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It would be most important for me first to express gratitude to my teacher, Eido Tai Shimano Roshi , and to a few other teachers my good karma has allowed me to meet in this life. This, however, is the most difficult, since no words can convey it fully. So for now, I have to leave it here, just feel IT and come back later to this matter.

It is so hard to express, since what I really would like to say is , “I am grateful to LIFE”,  or “I am grateful to my karma”. Of course there are endless events, endless people, endless meetings, endless experiences which helped me, sometimes in very mysterious and totally unexpected ways.

The first time I did zazen was in early seventies, perhaps 1972 or earlier. As a student of physics I attended a lecture about Nothingness, which was given by a graduate of Philosophy. This talk was based on a treatise from an Eastern religious tradition. Later, we became friends and he shared with me lectures written by Yasutani Roshi about how to do zazen. This was just the first part of the book, Three Pillars of Zen, translated into Polish. As I first sat in zazen in my little apartment I knew, “ THIS I will be doing my entire life….” Three years later, we had a first sesshin in Poland with Roshi Philip Kapleau, my first Zen teacher.

It would be impossible for me not to mention some things about the first zendo in Poland. During those days, the gathering of many people was not legal and even finding a space to gather was a big challenge. Andrzej Urbanowicz and Urszula Broll lived in a tiny apartment attached to a painting studio in the attic of an apartment building. Several times a week they would clear their painting gear and transform the studio into a zendo so a bunch of people could come to do zazen together. Their generosity was bigger than this. Due to their financial support, it was possible to purchase instruments, mats, cushions and other things necessary to run sesshin. Of course there were many other people helping, but the sacrifice Andrzej and Urszula made to allow other people to do zazen was great. It is not overstated that the Polish Sangha started due to their generosity, effort and inspiration.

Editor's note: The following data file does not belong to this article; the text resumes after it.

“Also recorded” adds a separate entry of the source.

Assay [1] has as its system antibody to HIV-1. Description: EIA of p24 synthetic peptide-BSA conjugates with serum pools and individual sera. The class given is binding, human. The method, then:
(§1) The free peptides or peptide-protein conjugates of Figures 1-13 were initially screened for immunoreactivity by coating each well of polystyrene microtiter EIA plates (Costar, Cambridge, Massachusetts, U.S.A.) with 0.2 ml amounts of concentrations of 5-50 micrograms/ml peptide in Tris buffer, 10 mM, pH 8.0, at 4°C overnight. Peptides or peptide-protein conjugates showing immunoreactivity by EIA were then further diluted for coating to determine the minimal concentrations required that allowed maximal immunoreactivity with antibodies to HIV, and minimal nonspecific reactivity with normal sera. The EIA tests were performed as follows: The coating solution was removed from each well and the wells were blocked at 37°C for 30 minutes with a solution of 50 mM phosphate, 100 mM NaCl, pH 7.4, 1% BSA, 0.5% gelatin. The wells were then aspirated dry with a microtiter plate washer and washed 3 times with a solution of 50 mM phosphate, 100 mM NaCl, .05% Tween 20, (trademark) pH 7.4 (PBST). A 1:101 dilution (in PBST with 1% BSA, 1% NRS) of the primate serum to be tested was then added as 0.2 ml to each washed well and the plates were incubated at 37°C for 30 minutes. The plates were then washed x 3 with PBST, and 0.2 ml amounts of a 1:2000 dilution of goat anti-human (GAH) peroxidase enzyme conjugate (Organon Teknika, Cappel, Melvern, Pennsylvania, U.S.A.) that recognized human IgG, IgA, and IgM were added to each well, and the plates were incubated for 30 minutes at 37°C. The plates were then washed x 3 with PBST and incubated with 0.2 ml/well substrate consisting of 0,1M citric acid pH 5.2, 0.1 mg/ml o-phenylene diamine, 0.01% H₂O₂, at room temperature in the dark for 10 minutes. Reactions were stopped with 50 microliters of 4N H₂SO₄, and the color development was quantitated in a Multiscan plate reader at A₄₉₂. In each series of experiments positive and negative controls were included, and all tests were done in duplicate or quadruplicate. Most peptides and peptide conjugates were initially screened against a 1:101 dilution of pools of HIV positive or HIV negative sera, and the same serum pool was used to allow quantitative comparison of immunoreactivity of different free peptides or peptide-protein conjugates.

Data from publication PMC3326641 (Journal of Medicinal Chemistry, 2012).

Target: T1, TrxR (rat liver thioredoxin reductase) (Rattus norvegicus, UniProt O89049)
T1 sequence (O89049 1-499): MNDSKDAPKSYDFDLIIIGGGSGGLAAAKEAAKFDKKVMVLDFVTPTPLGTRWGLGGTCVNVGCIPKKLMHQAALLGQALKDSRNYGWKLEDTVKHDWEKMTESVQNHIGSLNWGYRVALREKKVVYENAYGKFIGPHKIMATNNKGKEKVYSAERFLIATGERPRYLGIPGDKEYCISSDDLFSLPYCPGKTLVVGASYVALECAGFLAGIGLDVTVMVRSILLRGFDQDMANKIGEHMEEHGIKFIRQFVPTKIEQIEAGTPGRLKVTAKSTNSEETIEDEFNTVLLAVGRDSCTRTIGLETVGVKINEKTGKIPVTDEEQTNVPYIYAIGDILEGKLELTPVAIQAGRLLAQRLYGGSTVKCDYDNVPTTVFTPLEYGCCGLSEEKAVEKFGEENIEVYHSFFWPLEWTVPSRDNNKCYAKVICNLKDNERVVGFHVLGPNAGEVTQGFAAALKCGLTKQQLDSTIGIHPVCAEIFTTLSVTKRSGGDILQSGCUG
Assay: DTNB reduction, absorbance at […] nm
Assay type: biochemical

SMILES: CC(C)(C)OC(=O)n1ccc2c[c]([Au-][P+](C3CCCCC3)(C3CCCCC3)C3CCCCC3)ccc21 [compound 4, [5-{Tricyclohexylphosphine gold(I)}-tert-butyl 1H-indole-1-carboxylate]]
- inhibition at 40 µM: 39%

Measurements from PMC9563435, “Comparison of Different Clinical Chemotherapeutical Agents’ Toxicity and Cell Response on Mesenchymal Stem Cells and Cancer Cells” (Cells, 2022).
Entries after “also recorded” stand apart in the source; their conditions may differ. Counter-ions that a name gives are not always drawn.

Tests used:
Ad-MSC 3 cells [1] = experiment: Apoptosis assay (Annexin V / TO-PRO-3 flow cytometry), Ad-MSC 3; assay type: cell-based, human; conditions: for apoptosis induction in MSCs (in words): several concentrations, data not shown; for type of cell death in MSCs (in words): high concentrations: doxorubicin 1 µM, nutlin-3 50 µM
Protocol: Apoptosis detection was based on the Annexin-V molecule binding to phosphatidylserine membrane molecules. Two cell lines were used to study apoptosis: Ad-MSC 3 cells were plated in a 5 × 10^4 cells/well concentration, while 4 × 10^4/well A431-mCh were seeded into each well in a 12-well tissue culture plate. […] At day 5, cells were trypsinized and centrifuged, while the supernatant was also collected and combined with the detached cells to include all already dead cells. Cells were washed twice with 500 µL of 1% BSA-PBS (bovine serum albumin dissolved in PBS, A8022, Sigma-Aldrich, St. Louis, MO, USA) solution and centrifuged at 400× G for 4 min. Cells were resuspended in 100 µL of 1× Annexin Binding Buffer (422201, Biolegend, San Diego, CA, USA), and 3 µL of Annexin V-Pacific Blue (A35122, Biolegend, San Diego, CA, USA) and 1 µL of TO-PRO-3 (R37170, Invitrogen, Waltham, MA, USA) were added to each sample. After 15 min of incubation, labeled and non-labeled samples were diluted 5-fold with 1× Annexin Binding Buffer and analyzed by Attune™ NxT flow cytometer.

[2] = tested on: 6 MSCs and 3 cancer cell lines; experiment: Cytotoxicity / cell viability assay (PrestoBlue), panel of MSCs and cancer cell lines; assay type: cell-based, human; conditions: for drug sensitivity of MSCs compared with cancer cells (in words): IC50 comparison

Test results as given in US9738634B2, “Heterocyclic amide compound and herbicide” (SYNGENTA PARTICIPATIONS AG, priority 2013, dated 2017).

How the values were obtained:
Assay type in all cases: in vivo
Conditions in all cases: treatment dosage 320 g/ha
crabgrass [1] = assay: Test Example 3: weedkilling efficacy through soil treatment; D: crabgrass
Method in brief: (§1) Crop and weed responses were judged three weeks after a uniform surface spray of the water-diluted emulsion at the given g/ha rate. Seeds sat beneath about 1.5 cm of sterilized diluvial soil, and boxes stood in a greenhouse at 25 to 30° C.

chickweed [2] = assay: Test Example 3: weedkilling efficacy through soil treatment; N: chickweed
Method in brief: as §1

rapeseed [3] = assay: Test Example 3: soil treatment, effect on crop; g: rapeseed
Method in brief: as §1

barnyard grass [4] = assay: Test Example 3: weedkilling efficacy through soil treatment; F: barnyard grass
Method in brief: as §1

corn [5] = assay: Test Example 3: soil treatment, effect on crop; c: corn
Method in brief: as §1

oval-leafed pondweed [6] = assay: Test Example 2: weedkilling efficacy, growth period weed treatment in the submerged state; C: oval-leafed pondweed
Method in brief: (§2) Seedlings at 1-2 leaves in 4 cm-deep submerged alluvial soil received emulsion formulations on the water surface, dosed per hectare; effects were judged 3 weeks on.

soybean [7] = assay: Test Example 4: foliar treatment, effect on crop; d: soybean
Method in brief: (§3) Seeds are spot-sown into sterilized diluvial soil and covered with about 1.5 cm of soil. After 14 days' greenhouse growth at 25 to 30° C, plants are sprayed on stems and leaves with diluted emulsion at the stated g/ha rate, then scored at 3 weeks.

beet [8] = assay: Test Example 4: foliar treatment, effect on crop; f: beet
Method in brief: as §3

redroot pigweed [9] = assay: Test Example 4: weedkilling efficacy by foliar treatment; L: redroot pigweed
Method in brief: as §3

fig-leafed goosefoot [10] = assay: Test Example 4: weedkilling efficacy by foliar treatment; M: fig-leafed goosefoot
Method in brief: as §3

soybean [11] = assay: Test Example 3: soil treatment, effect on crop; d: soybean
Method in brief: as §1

This was the most exciting time in my practice too. To create something out of nothing was very inspiring, especially  in a country where getting greater numbers of eating bowls of the same shape and color required special arrangements. I remember pulling apart the first zafu, which someone brought from Germany, in order to figure out how to make them. The only source of kapok was from old life preserver jackets we could buy.

I very much wanted to come to the USA to practice at the Rochester Zen Center. Toni Packer arranged for some  friends, Susan and Kevin Frank, to invite me here. After some rearrangements in my life in Poland, I was able to come in 1980  to the USA for one year. Later, when I came back a second time in early 1982, Tom Roberts and Mary Wolf were my Bodhisattvas. And they continue ‘til today.

In early nineties, though I was not in staff anymore, I continued to do sesshins and zazen at the Rochester Zen Center. One time, at the end of a Zen workshop, a person was buying zazen cushions from me, and I was very impressed by the quality of his being. I knew this was not a beginner in Zen practice, so I asked. As it turned out Brian Cobb has been  a student of Eido Tai Shimano Roshi for 14 years. Later, Brian bought me an airplane ticket and took me with him to a two days sesshin in New York Zendo. This was not the best time in my life since I was very ill with arthritis, and in constan pain.